Fabric Care Labels - What The Symbols Regarding Temperature Mean
Trying to intrepret fabric care labels can sometimes feel like a test that you are not prepared for.
I liked the good old days, when a shirt that was supposed to be washed in hot water said, "wash hot."
Today, with the use of laundry symbols instead of words that is a thing of the past. Instead, the symbolic laundry instructions regarding washing temperatures are now indicated by the number of dots within the symbol.
Below is some additional instructions for what the dots within these fabric care labels means, and the temperatures that manufacturers are referring to when they generically indicate you should wash in a certain temperature of water:
Three dots means hot water, which is defined as water that is 120° F (50° C).
Hot water is sometimes the best choice for washing clothes for several reasons, which include:
Please note, however, that hot water is not best for all laundry stains, universally. For example, it can set certain stains, such as blood stains.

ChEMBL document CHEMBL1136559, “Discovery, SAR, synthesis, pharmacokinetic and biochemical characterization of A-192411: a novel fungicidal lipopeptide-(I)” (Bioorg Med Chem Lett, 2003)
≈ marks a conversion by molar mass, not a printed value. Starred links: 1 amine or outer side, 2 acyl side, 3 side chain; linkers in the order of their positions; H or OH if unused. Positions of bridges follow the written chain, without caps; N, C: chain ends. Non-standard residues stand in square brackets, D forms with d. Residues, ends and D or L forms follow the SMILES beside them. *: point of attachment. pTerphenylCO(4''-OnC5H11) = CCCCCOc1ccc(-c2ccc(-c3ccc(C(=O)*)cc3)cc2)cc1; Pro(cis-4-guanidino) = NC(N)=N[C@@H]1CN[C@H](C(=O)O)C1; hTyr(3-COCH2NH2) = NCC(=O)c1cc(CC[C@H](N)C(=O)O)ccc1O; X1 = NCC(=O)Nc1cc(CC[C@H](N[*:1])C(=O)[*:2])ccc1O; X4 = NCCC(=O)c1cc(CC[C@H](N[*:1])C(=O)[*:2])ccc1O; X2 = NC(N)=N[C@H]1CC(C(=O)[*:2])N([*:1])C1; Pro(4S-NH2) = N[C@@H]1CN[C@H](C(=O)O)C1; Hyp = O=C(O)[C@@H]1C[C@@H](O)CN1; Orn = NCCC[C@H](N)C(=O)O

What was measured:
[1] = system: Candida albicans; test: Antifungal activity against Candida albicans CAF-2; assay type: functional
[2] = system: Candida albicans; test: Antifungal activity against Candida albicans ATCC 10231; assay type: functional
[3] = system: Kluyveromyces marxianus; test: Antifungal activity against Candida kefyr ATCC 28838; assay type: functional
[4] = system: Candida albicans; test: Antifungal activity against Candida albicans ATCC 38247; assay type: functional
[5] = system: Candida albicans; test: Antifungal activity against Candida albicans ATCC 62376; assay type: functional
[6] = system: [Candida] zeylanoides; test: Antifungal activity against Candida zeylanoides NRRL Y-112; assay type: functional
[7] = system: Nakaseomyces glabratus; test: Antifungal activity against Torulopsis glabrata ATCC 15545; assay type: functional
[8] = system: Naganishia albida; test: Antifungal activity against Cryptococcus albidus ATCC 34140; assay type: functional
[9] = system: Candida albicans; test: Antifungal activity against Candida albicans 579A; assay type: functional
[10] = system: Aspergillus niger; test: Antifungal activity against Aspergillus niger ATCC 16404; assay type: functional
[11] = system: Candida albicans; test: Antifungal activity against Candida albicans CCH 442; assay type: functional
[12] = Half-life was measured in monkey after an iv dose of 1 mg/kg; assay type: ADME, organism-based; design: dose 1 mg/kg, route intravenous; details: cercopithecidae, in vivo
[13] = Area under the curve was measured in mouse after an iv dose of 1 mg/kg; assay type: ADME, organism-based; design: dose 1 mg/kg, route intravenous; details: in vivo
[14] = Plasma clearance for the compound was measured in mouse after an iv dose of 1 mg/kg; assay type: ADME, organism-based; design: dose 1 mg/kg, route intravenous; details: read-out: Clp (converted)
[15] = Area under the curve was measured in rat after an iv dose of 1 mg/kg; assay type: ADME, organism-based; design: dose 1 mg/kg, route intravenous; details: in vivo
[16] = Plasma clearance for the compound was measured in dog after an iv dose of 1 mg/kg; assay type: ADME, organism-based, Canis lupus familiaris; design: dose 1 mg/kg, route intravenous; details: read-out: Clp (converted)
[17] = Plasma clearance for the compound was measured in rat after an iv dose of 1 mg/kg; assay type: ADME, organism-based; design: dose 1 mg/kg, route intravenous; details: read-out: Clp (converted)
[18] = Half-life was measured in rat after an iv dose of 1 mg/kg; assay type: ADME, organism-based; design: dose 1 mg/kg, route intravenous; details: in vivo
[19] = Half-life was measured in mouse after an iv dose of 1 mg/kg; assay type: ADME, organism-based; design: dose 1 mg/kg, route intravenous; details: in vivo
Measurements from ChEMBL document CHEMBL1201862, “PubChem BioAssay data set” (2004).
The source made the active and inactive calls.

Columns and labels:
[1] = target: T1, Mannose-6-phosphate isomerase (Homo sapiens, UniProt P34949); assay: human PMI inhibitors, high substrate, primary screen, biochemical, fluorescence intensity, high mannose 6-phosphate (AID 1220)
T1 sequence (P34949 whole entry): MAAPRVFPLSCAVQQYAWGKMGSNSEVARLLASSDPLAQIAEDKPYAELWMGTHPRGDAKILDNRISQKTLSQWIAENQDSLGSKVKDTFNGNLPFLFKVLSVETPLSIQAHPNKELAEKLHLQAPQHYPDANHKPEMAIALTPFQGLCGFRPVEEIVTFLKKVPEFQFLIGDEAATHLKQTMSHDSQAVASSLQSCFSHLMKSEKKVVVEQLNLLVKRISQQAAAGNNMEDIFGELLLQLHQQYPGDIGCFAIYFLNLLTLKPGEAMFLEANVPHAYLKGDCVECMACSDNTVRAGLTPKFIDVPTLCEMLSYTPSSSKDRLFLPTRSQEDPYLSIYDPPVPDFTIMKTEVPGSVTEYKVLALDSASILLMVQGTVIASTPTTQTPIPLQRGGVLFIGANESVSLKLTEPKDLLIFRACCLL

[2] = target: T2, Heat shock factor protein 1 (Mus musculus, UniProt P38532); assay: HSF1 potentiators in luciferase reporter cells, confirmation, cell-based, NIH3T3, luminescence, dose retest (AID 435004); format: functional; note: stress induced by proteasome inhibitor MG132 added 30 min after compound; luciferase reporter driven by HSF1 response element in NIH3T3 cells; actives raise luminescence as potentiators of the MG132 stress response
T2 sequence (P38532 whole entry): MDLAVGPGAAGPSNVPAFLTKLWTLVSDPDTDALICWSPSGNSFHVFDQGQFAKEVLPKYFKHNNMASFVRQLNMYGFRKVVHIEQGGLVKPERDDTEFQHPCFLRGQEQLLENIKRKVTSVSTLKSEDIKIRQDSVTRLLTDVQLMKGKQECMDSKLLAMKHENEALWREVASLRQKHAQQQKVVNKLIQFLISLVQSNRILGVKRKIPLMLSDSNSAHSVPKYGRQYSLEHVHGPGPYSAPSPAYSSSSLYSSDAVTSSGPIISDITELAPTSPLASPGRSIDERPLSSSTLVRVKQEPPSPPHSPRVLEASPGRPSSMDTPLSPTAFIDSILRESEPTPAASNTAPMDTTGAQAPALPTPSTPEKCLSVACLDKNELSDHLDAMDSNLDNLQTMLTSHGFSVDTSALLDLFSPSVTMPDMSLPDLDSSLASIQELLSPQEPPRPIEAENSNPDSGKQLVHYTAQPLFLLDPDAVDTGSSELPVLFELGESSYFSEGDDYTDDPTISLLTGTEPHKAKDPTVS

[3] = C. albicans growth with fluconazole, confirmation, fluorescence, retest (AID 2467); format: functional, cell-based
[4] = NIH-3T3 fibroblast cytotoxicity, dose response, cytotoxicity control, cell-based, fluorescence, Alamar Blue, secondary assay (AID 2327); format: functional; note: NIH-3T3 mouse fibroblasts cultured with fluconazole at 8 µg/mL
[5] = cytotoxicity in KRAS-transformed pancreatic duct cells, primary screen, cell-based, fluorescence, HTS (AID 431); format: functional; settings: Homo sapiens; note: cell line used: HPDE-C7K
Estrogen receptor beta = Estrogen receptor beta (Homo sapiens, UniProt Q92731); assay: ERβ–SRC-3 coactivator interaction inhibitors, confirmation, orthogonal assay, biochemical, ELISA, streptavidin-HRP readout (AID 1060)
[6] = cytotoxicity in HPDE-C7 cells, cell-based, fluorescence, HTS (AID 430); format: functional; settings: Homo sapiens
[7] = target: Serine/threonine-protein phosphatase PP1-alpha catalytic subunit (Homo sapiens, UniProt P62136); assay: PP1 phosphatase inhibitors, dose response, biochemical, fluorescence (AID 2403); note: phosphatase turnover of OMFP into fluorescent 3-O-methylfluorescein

Other disadvantages of using hot water for washing clothes include:
Safety tip - Please remember that in homes with children that your hot water heater should not be set above 120° F because of the danger of scalding.
Two dots on fabric care labels means warm water, which is defined as 105° F (40° C).
Many times warm water is the happy medium between hot water washes, with the disadvantages listed above, and cold water, which generally does not clean as well.
One dot on fabric care labels means cold water, which is defined as water that is 85° F (30° C).
Some advantages to washing in cold water include:
On the other hand, powdered detergents do not generally dissolve as well in cold water.
In addition, it is generally accepted that you cannot wash clothes effectively in water that is colder than 65° F.
Practically, what that means is that depending on where you live, and what season it is, even when your clothes call for a cold water wash, you may need to add some warm water to the cold water coming into your washing machine to make sure it is warm enough to be effective.
For example, cold water in the winter in Canada will most likely be colder than 65° F, which means you would need to add warm water to bring it up to approximately 85° F to be classified as what the manufacturers are referring to as "cold" water on the fabric care labels.
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